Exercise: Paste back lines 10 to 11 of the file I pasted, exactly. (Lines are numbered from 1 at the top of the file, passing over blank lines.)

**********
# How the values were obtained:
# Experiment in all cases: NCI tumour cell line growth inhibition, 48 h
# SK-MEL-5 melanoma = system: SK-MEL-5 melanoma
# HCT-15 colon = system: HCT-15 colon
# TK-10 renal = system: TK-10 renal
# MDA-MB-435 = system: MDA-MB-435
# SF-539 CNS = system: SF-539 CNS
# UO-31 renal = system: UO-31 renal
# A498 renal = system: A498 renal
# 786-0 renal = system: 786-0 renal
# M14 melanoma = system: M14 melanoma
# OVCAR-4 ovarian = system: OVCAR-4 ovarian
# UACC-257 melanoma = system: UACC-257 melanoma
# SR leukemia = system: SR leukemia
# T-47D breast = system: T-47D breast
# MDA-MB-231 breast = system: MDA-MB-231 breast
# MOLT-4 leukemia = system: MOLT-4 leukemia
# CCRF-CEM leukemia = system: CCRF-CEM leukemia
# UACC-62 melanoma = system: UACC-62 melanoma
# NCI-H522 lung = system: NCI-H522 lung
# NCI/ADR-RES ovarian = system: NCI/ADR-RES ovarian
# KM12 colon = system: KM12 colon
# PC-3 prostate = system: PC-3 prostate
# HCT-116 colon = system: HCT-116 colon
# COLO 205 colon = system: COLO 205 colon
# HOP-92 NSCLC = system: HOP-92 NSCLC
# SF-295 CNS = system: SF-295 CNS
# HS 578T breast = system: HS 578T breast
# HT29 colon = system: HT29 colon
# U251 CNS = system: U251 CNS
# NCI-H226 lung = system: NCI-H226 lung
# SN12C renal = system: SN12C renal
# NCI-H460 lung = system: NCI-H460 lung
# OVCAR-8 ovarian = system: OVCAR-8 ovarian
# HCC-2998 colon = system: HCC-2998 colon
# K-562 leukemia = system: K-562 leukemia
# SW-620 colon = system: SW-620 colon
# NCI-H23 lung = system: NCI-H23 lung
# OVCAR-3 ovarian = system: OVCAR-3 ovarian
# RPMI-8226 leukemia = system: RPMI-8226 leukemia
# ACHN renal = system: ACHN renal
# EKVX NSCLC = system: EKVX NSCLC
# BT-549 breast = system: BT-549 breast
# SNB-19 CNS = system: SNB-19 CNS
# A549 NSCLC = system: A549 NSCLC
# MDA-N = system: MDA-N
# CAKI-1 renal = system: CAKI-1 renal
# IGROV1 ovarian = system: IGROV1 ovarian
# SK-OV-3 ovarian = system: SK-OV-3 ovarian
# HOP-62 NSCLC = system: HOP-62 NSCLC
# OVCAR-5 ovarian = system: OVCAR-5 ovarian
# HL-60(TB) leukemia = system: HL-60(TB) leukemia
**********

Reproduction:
# 786-0 renal = system: 786-0 renal
# M14 melanoma = system: M14 melanoma